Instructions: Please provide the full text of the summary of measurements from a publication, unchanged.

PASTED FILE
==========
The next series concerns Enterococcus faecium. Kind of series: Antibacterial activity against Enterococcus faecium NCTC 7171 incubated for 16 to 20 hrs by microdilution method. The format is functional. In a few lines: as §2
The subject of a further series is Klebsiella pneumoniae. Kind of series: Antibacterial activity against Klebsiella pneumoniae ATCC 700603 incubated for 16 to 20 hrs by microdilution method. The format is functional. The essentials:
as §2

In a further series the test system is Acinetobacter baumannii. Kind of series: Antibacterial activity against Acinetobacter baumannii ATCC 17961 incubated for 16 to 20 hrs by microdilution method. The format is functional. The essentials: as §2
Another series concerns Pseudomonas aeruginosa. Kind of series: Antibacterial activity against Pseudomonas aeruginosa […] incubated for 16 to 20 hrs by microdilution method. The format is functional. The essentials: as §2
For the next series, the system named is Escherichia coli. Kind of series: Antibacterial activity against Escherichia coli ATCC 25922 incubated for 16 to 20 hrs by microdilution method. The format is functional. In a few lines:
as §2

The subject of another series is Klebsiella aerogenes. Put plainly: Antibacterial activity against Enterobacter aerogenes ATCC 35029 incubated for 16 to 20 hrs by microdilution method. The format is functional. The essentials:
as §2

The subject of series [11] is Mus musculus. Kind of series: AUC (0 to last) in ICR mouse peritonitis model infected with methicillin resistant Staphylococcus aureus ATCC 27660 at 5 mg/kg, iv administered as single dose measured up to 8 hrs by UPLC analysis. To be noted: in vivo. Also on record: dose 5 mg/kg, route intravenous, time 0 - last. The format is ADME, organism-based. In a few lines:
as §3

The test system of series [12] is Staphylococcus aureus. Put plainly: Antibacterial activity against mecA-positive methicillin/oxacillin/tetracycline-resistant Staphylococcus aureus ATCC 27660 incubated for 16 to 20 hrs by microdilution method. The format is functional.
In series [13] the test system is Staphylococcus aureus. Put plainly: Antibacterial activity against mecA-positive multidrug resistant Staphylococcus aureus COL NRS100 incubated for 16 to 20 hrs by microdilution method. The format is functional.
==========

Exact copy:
The next series concerns Enterococcus faecium. Kind of series: Antibacterial activity against Enterococcus faecium NCTC 7171 incubated for 16 to 20 hrs by microdilution method. The format is functional. In a few lines: as §2
The subject of a further series is Klebsiella pneumoniae. Kind of series: Antibacterial activity against Klebsiella pneumoniae ATCC 700603 incubated for 16 to 20 hrs by microdilution method. The format is functional. The essentials:
as §2

In a further series the test system is Acinetobacter baumannii. Kind of series: Antibacterial activity against Acinetobacter baumannii ATCC 17961 incubated for 16 to 20 hrs by microdilution method. The format is functional. The essentials: as §2
Another series concerns Pseudomonas aeruginosa. Kind of series: Antibacterial activity against Pseudomonas aeruginosa […] incubated for 16 to 20 hrs by microdilution method. The format is functional. The essentials: as §2
For the next series, the system named is Escherichia coli. Kind of series: Antibacterial activity against Escherichia coli ATCC 25922 incubated for 16 to 20 hrs by microdilution method. The format is functional. In a few lines:
as §2

The subject of another series is Klebsiella aerogenes. Put plainly: Antibacterial activity against Enterobacter aerogenes ATCC 35029 incubated for 16 to 20 hrs by microdilution method. The format is functional. The essentials:
as §2

The subject of series [11] is Mus musculus. Kind of series: AUC (0 to last) in ICR mouse peritonitis model infected with methicillin resistant Staphylococcus aureus ATCC 27660 at 5 mg/kg, iv administered as single dose measured up to 8 hrs by UPLC analysis. To be noted: in vivo. Also on record: dose 5 mg/kg, route intravenous, time 0 - last. The format is ADME, organism-based. In a few lines:
as §3

The test system of series [12] is Staphylococcus aureus. Put plainly: Antibacterial activity against mecA-positive methicillin/oxacillin/tetracycline-resistant Staphylococcus aureus ATCC 27660 incubated for 16 to 20 hrs by microdilution method. The format is functional.
In series [13] the test system is Staphylococcus aureus. Put plainly: Antibacterial activity against mecA-positive multidrug resistant Staphylococcus aureus COL NRS100 incubated for 16 to 20 hrs by microdilution method. The format is functional.